A contemporary home which incorporates elements from Korean traditional residences by guga Urban Architecture

A contemporary home which incorporates elements from Korean traditional residences by guga Urban Architecture

Architects: guga Urban Architecture
Location: Seogwipo-si, South Korea
Year: 2016
Area: 2.055 ft²/ 191 m²
Photo courtesy: Yoon Joon-hwan

“The site is located in Tosan-ri, an area in Jeju Island with a beautiful, natural and relaxing view of the ocean and Mount Hallasan. Facing the sea, the Tosan-ri house is perched on a slight slope resulting in two uneven ground levels, surrounded by low stone walls and trees. The owner of the land wanted to create “a house for guests to experience a unique lifestyle” rather than a place that simply provides a temporary accommodation. Well-harmonized with Jeju’s natural characteristics and surroundings, the house was envisioned to be a ‘contemporary home’ incorporating elements from Korean traditional residences (called Hanok), such as traditional eaves and wooden floorings.

While enjoying the ocean view, guests would gather around and share meals at the table whereas children would freely roam around the front yard. In the early stages of design, guga was inspired by private folk homes in Jeju Island (called Minga), which have evolved naturally over time. At the heart of the house is the living room (called Sangbang in Jeju dialect) that links to all areas of the house with front and back windows for enjoying the scenery. By embodying the uneven grounds to the design, the house resulted into two sections; the Sangbang in the upper level connects to a room, a bathroom and a staircase that leads to an open kitchen and dining area at the lower level. By adding a third dimension to the flat horizontal layout of the traditional folklore home, the house has become more spacious with a scenic view of the village and sea.

Moreover, inhabitants of the private homes of Jeju lived beneath low, simple roofs to protect and embrace themselves from harsh environmental conditions. Though the designs are not exactly the same, the deep eaves, and the singular roof are features that are directly carried over to this guesthouse, where the final work reflects the architect’s efforts to work around the initial idea. Under a single roof, the owner/host resides in the single floor area of the house, separated by a door that can be removed if needed. The most interesting areas of this house are the ‘Bang’ (room in Korean) and the ‘Numaru’ (room with a panoramic view). They are both important architectural elements in Hanok but have been re-interpreted in different ways.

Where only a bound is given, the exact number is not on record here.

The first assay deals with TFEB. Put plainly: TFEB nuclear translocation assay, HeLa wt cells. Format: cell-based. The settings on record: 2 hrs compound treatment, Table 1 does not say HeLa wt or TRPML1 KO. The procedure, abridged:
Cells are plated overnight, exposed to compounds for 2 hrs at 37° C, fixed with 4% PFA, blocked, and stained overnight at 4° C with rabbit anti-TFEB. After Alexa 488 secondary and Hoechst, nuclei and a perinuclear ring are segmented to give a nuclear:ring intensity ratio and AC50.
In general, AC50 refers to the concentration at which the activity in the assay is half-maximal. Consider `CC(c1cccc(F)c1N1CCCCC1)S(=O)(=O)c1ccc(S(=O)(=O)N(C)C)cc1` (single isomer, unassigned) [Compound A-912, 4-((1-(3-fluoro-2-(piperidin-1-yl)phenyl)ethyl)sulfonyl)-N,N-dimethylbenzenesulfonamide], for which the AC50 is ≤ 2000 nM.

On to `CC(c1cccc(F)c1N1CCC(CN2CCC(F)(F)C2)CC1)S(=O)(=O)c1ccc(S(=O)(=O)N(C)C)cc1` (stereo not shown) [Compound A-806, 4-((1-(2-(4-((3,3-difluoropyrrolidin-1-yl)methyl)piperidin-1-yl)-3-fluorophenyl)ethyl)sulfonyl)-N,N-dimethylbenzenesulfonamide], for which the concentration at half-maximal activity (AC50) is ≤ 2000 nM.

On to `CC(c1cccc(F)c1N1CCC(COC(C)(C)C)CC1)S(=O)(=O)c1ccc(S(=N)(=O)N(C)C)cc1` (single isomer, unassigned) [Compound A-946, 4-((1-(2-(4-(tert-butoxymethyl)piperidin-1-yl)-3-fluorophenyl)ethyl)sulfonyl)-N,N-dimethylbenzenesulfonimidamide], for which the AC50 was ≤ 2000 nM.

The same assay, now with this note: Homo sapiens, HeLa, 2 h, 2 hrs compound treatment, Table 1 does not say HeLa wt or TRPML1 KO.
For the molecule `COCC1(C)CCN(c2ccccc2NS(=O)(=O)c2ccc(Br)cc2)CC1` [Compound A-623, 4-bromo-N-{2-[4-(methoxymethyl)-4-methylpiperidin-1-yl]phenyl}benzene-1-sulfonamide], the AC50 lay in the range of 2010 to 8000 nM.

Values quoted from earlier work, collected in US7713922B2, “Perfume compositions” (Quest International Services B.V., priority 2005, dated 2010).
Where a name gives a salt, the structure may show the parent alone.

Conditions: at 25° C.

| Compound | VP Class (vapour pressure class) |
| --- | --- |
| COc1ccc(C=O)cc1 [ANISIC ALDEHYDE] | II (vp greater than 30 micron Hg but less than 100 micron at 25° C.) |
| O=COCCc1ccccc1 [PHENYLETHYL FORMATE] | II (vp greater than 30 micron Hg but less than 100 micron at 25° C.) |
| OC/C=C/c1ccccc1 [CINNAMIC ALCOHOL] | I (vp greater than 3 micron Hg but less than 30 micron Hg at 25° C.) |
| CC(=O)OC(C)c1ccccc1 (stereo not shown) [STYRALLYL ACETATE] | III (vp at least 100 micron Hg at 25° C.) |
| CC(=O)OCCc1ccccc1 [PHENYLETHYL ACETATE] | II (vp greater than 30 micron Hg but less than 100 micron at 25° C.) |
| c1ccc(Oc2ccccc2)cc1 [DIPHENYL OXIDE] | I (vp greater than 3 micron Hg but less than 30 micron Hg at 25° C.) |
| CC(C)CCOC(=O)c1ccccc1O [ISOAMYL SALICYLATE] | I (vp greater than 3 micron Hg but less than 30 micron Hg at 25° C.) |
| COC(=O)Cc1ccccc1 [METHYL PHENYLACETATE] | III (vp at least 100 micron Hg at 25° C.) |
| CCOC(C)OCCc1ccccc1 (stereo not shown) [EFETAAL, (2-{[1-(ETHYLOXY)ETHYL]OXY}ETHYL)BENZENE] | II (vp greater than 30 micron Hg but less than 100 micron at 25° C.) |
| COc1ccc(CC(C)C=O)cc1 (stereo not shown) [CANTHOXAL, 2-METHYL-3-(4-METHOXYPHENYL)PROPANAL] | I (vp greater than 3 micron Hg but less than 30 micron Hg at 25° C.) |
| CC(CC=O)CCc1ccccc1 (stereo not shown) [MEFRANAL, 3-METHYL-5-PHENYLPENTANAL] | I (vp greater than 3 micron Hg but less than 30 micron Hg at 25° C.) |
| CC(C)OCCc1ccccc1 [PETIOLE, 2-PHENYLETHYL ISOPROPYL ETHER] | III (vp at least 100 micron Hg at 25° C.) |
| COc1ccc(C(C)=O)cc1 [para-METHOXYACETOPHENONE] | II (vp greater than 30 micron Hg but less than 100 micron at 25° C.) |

The Numaru, located in the owner’s part of the house in the west, is an interior space mainly for rest and mediation, with a scenic outdoor view. It has been re-interpreted by using contemporary materials and methods instead of traditional features. On the other hand, the Bang in the guesthouse area shows the “process of evolution” without losing its traditional elements such as its scale, the wooden columns, rafters, windows and Korean paper (called Hanji) used for finishing. Doors and windows can be flexibly opened to fully admire the landscape and can be closed for complete privacy. This space is basically a traditional Korean pavilion (called Jeongja) in a modern space that transforms into a room.”

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